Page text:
Originally Posted by roger 04 rt
There are three different temperatures of interest: intake air, cylinderhead and exhaust temperatures.
Intake Air: For any desired air/fuel ratio (AFR) colder air, because it packs more oxygen, needs a little more fuel. Hotter air needs a little less fuel. For instance, if it takes a 2 millisecond injector pulse at 68 degrees Fahrenheit to reach an AFR of 14.7:1, then at 32F it takes a pulse of 2.12 milliseconds. At 104F it requires a pulse of only 1.88 milliseconds to achieve that same 14.7:1 AFR.
Cylinderhead: This reaches its peak temperature when the mixture is at its Best Power ratio. If normal cruising is at 14.7:1, the Best Power AFR is roughly 12.5:1. The cylinder head gets hottest because the combustion is making most power. Richer or leaner than Best Power and the CHT goes down.
Exhaust Gas: This reaches its peak at roughly the ideal combustion mixture (stoichiometric) of 14.7:1 for gasoline. (E10 reaches a peak at about 14.1:1 but you don't have to think about it because your O2 sensor makes this adjustment automatically.) richer or leaner than Stoic and the EGT goes down.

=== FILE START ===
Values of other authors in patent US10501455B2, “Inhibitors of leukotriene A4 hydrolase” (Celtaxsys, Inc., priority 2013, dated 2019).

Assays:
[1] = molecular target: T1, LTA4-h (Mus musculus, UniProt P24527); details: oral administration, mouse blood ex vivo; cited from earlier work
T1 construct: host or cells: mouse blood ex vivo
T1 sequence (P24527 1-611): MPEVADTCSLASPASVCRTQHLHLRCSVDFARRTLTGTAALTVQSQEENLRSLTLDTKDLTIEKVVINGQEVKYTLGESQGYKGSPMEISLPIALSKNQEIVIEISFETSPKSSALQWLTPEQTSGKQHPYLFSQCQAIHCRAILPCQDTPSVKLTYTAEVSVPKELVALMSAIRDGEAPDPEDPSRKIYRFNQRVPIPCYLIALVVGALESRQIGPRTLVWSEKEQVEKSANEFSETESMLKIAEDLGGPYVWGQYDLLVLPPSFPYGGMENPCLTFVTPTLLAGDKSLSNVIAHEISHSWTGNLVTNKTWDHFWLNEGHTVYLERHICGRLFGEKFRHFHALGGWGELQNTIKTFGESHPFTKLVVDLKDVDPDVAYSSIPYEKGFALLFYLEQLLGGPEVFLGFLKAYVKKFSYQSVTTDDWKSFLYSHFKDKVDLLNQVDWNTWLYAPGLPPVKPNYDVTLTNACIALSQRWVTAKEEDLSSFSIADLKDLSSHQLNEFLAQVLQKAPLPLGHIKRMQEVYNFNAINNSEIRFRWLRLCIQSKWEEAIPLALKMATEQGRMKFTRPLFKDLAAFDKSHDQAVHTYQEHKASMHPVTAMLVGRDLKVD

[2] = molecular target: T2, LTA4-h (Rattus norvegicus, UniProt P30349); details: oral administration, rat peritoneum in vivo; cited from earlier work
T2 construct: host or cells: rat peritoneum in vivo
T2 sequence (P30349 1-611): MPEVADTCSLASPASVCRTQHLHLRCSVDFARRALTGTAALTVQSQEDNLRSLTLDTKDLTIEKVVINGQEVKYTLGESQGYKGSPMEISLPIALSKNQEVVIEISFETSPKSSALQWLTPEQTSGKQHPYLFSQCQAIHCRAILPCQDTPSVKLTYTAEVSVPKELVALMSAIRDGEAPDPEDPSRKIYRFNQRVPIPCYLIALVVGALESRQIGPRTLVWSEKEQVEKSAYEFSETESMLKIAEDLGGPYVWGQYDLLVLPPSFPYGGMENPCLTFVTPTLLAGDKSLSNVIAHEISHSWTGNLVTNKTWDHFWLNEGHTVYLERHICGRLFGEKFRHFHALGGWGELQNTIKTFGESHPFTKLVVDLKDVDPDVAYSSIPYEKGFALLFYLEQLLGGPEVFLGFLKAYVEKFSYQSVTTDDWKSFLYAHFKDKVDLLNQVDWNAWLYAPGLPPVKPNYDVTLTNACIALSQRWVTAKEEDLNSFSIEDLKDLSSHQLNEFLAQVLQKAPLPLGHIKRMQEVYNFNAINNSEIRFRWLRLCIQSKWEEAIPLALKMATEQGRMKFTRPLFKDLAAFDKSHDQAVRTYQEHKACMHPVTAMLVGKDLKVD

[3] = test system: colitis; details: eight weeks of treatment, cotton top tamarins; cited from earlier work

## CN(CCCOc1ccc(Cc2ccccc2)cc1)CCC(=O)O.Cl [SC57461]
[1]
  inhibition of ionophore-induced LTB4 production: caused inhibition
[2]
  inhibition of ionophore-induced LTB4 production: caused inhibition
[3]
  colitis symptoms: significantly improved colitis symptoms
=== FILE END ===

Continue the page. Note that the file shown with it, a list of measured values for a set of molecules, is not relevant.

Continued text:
So as you can see CHT and EGT reach a peak at different mixtures. Richer isn't always cooler, and leaner isn't always hotter. But leaner than Stoic is always cooler for both CHT and EGT; the leaner you get above Stoic, the cooler that CYT and EGT get.
As a disclaimer, I (and probably "we") am talking about 10ths of AFR when talking about lean/ rich,
To add, as seen in the chart, depending on where you start with an engine, you could very well say that as you enrich the mixture the EGT temp goes up. So point of view has something to do with it
Overly lean mix will not be any hotter than a overly rich mix.You can have too little or too much fuel to support strong combustion.Lean is typically fine at cruising/ low load situations. The AFR purpose is not necessarily to control temperatures on vehicles. Regardless, excess heat is wasted energy no matter if it is the exhaust or the cylinder head.
I will only agree with the above chart to an extent, though. It looks as if it is depicting temps for a moderately loaded engine. Under high loads, adding fuel (to an extent) will reduce temperatures in "best power" mode. IE, for gaining altitude in an aircraft. I whole heartedly agree with the relationship between cooler air being more dense and containing more O2 per unit volume. With piston engines, rich or lean/ CHT and EGT and what is an ideal ratio has much to do with loading.
Regardless, the vast majority of engines are lean running out of the gate.